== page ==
Posted by Leanne Kodsman on
One of the most deadly and difficult-to-treat cancers, pancreatic cancer often results in tumors that are either filled with T-cells (making them "hot"), or containing few T-cells (making them "cold"). This variance can impact the effectiveness of immunotherapy, and researchers are looking at ways to control a pancreatic tumor's "temperature" to increase the cancer's responsiveness to immunotherapy.
Pancreatic cancer is one of the leading causes of cancer death and is notoriously hard to treat. One of the reasons that treatment is so difficult is that pancreatic tumors can vary in heterogeneity, running "hot" (meaning they are filled with T cells) or "cold" (containing fewer T cells, making them less sensitive to immunotherapy). New research looks at how pancreatic tumors become hot or cold, and whether the tumor's "temperature" can be controlled to make immunotherapy more effective.
The research team experimented with a range of pancreatic cancer cell clones, implanting them into immunocompetent mice. The scientists found that tumor-cell-intrinsic factors not only shape the immune microenvironment in the tumor, but also impact the outcome of immunotherapy treatments.
The team implanted different pancreatic cancer cell lines into mice, growing tumors that became either hot or cold. The tumor's temperature (T cell concentration), the researchers found, played a role in whether the cancer would respond to immunotherapy.
The mice were treated with a checkpoint blockade drug, or a checkpoint blockade drug along with either an anti-DC40 agonist, chemotherapy, or both. The mice with hot tumors who underwent treatment saw tumor regressions, and the mice with hot tumors who were treated with chemo- and immunotherapy saw a durable response to the treatment. The mice with cold tumors, however, did not clear their cancer with any of the therapies.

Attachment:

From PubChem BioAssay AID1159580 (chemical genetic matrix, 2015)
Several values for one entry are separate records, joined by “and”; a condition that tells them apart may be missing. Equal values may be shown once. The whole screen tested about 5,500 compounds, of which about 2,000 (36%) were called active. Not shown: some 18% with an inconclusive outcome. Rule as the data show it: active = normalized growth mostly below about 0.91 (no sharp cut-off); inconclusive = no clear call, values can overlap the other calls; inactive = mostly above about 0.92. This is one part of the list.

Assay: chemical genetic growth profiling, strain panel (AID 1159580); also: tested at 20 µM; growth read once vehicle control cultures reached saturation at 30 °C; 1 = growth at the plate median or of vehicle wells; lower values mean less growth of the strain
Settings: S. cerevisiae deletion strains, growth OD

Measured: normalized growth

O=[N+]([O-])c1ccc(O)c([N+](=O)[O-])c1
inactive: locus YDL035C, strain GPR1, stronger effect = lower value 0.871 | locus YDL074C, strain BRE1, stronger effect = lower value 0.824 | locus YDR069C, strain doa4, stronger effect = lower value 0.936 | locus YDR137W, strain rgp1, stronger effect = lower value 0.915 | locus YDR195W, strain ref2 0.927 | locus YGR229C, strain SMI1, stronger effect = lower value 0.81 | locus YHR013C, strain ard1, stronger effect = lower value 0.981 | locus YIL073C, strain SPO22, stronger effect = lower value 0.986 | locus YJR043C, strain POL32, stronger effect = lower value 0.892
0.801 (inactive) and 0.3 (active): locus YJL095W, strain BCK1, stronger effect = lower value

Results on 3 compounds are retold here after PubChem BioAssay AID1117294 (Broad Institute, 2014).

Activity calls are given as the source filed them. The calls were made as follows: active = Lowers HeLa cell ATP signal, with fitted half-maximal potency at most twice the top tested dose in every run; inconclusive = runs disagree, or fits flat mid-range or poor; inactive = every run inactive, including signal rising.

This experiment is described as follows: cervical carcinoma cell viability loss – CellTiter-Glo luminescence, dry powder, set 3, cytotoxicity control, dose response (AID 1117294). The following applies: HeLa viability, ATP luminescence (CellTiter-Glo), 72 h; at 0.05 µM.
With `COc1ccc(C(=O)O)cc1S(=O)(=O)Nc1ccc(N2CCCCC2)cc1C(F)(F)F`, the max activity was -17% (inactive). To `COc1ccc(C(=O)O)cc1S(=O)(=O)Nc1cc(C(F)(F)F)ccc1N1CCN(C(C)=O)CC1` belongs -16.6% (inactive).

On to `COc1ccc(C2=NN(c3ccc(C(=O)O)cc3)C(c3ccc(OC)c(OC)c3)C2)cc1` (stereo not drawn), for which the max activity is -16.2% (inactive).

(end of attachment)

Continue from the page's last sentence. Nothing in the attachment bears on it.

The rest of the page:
Once they had determined that tumor temperature was tied to treatment success, the team wanted to look closely at the cold tumors to determine whether there was a molecular basis for these results. The cold tumor cells, they found, made a compound called CXCL1.
CXCL1 signals myeloid cells to enter the tumor, while simultaneously signaling T cells to stay away. The researchers found that this response is what kept the tumor cold, and therefore unresponsive to immunotherapy.
When the scientists targeted the CXCL1 in the cold tumors, they found that eliminating the tumor's CXCL1 would promote T cell infiltration. Once this happened, the tumors became responsive to immunotherapy.
Other studies have shown that T cell "attraction" in a tumor is regulated by the tumor's genetic makeup. Every tumor is unique, so future research is expected to look at finding ways to use a tumor's biological makeup to help increase the success of treatment.
Further Reading & References:
GEN: Genetic Engineering & Biotechnology News. Pancreatic Tumors Run Hot, Cold Depending on Tumor-Cell-Intrinsic Factors. June 29 2018.
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